How the pandemic could make us better

Some experts say it takes 21 days to make or break a habit. Others say it’s more like 60 – 90 days, but either way, the novel coronavirus has given us some time to get comfortable with new patterns. When we emerge from this ordeal and our post-pandemic normal takes shape, I wonder what new habits will stay and which old ones will die?

I realize, that for many of us, there’s not much comfort to be found in silver linings. Our economy is crippled and our collective anxiety continues to rise even as we watch the curve flatten and go down. And, we may be in this crisis together – but we’re not experiencing the same things.  

How well we manage the COVID-19 recovery remains to be seen but there are some recent changes in policy and attitude that I hope will stick around. 

The world before and after COVID-19

Before: Our 2020 outlook was pretty good. Most experts believed growth would be slow but sustained and the presidential election was the biggest unknown contingency we faced. 

Americans were working harder than ever. During the last century, workism, which is defined as a belief that work is the centerpiece of one’s identity, became a new way of life for many. Our self-worth was tied to job success and whether or not it fulfilled us and/or served a greater good. We went from having jobs to having careers, a calling. Unfortunately, most jobs (ex. cashier, trucker and delivery person) don’t offer the kind of self-actualization we were looking for and ultimately that was a recipe for disappointment, depression and anxiety. 

After: For some businesses there is no life after COVID-19. They will live on only as another casualty of the pandemic. The fact is that we’ve only just begun to realize how different the post-pandemic world will look and the expert predictions and cautionary words of wisdom are still conjecture. 

The only thing we know for sure is that we are all vulnerable. Whether it’s the actual virus or one of the many consequences COVID-19 created, no one is immune – not even those of us with great job titles and stature in the community. If this crisis means we now look at the grocery store clerks, delivery people, truckers and health care aides with more respect because they helped keep us fed and healthy, then that’s a habit we should keep. 

Before: Technology continued to boom, but many of us were still reluctant to adopt it. An in-person sales call or meeting was considered better than a video chat or phone call. Who had time to learn how to Zoom, much less download the app? People who remained technologically challenged were, for the most part, reluctantly tolerated. Telehealth was gaining ground, but government restrictions still limited coverage for what could be its largest group of users – Medicare recipients.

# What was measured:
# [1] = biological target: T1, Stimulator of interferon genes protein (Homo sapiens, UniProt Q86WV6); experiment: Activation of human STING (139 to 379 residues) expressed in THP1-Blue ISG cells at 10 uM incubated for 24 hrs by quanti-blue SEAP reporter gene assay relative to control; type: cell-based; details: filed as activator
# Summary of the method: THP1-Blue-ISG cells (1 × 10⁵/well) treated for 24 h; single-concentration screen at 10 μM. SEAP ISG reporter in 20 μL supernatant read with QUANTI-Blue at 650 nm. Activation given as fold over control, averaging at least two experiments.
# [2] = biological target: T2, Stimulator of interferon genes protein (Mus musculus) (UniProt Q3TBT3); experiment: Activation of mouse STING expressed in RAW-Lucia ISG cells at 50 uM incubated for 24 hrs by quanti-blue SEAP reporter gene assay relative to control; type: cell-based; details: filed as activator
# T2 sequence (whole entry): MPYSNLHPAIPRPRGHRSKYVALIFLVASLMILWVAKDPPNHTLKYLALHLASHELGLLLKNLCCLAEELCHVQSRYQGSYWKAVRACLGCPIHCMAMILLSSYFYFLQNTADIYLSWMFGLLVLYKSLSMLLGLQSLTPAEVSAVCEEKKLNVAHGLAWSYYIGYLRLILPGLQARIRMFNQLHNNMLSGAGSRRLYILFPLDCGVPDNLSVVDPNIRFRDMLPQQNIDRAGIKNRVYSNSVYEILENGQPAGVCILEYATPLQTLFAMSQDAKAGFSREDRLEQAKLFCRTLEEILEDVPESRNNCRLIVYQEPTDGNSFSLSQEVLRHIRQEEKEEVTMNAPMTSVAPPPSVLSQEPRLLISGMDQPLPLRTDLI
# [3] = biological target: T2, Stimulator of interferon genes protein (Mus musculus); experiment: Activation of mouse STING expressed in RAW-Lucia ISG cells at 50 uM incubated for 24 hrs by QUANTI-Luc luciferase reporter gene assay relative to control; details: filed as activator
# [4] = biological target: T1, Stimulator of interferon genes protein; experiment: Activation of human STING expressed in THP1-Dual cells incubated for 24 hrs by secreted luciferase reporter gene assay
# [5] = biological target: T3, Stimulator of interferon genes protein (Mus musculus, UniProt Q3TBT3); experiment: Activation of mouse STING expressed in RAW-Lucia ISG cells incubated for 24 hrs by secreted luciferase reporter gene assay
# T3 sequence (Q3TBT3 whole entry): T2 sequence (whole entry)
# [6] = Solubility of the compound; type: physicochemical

After: People who can’t remotely connect to work or learning online will fall behind. People who were finally forced to shop, work and play online, now benefit from new possibilities. Suddenly the barriers, such as time and costs, associated with adopting new technology don’t seem so insurmountable. Employers who didn’t think employees could work productively outside the office, might now be willing to offer work-from-home opportunities as a benefit. 

As for telehealth, I believe this crisis marks the beginning of a huge boom. If the government can relax its restrictions and health care providers and patients can master the technology during the pandemic why should that practice end? The time it can save health care providers and patients could be used to improve our health care system in the post-pandemic world. That’s a win-win habit we should definitely continue.

Before: Many people valued materialism over less tangible benefits such as family time, good character and shared experiences. Black Friday sales morphed into Thanksgiving-day sales, despite the warnings from experts who said consumerism was increasingly linked to human insecurity. We believed that more “things” helped us feel better about ourselves and our status in the world.

After: The “things” that seemed important before COVID-19, suddenly don’t matter. Toilet paper is the new must-have item. And, thanks to video conferencing we can glimpse how our bosses, colleagues and clients live. We learn through observation how much we have in common and experience how valuable our families and pets are – even if it’s a cranky toddler or barking dog. If this means we move on to count our blessings instead of our possessions then that’s a habit I want to keep.

Jennifer Rodgers is product editor for Lehigh Valley Business and Central Penn Business Journal

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